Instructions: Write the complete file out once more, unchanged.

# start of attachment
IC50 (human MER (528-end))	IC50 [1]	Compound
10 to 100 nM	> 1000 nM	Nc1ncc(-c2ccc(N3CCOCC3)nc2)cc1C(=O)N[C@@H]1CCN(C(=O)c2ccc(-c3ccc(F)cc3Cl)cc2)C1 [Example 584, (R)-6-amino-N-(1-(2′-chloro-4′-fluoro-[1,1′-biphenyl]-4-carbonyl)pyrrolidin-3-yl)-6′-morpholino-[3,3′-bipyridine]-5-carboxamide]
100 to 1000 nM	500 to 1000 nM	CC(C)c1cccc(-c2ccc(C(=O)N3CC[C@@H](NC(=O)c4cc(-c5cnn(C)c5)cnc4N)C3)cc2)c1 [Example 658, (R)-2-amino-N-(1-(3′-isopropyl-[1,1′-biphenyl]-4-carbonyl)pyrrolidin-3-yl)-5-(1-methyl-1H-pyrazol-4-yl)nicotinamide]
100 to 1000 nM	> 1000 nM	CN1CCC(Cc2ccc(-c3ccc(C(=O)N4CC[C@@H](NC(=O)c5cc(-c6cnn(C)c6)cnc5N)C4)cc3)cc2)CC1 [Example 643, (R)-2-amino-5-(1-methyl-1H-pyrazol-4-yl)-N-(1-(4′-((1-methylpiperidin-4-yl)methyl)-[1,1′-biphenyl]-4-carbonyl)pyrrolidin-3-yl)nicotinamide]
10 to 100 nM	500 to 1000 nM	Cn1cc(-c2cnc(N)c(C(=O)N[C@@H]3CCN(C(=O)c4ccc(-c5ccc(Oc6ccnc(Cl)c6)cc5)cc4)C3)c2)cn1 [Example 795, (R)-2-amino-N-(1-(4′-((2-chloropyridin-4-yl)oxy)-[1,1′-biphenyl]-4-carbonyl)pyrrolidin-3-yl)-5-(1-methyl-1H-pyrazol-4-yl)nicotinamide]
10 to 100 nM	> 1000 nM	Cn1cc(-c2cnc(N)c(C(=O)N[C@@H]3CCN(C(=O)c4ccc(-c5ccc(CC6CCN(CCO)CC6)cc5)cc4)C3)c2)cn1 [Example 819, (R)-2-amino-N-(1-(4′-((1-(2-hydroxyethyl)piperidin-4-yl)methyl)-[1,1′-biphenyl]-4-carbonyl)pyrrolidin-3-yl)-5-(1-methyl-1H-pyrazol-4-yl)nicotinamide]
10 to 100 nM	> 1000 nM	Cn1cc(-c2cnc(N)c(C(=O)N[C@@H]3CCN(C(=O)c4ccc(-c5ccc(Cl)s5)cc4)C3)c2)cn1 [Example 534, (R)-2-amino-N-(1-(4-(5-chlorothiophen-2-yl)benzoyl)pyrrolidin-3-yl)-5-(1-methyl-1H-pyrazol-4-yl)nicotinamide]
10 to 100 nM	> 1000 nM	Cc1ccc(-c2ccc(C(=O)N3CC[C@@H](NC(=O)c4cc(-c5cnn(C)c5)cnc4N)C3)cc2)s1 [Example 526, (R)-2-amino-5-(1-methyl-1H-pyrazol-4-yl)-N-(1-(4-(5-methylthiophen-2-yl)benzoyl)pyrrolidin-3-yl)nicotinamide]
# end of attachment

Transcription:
IC50 (human MER (528-end))	IC50 [1]	Compound
10 to 100 nM	> 1000 nM	Nc1ncc(-c2ccc(N3CCOCC3)nc2)cc1C(=O)N[C@@H]1CCN(C(=O)c2ccc(-c3ccc(F)cc3Cl)cc2)C1 [Example 584, (R)-6-amino-N-(1-(2′-chloro-4′-fluoro-[1,1′-biphenyl]-4-carbonyl)pyrrolidin-3-yl)-6′-morpholino-[3,3′-bipyridine]-5-carboxamide]
100 to 1000 nM	500 to 1000 nM	CC(C)c1cccc(-c2ccc(C(=O)N3CC[C@@H](NC(=O)c4cc(-c5cnn(C)c5)cnc4N)C3)cc2)c1 [Example 658, (R)-2-amino-N-(1-(3′-isopropyl-[1,1′-biphenyl]-4-carbonyl)pyrrolidin-3-yl)-5-(1-methyl-1H-pyrazol-4-yl)nicotinamide]
100 to 1000 nM	> 1000 nM	CN1CCC(Cc2ccc(-c3ccc(C(=O)N4CC[C@@H](NC(=O)c5cc(-c6cnn(C)c6)cnc5N)C4)cc3)cc2)CC1 [Example 643, (R)-2-amino-5-(1-methyl-1H-pyrazol-4-yl)-N-(1-(4′-((1-methylpiperidin-4-yl)methyl)-[1,1′-biphenyl]-4-carbonyl)pyrrolidin-3-yl)nicotinamide]
10 to 100 nM	500 to 1000 nM	Cn1cc(-c2cnc(N)c(C(=O)N[C@@H]3CCN(C(=O)c4ccc(-c5ccc(Oc6ccnc(Cl)c6)cc5)cc4)C3)c2)cn1 [Example 795, (R)-2-amino-N-(1-(4′-((2-chloropyridin-4-yl)oxy)-[1,1′-biphenyl]-4-carbonyl)pyrrolidin-3-yl)-5-(1-methyl-1H-pyrazol-4-yl)nicotinamide]
10 to 100 nM	> 1000 nM	Cn1cc(-c2cnc(N)c(C(=O)N[C@@H]3CCN(C(=O)c4ccc(-c5ccc(CC6CCN(CCO)CC6)cc5)cc4)C3)c2)cn1 [Example 819, (R)-2-amino-N-(1-(4′-((1-(2-hydroxyethyl)piperidin-4-yl)methyl)-[1,1′-biphenyl]-4-carbonyl)pyrrolidin-3-yl)-5-(1-methyl-1H-pyrazol-4-yl)nicotinamide]
10 to 100 nM	> 1000 nM	Cn1cc(-c2cnc(N)c(C(=O)N[C@@H]3CCN(C(=O)c4ccc(-c5ccc(Cl)s5)cc4)C3)c2)cn1 [Example 534, (R)-2-amino-N-(1-(4-(5-chlorothiophen-2-yl)benzoyl)pyrrolidin-3-yl)-5-(1-methyl-1H-pyrazol-4-yl)nicotinamide]
10 to 100 nM	> 1000 nM	Cc1ccc(-c2ccc(C(=O)N3CC[C@@H](NC(=O)c4cc(-c5cnn(C)c5)cnc4N)C3)cc2)s1 [Example 526, (R)-2-amino-5-(1-methyl-1H-pyrazol-4-yl)-N-(1-(4-(5-methylthiophen-2-yl)benzoyl)pyrrolidin-3-yl)nicotinamide]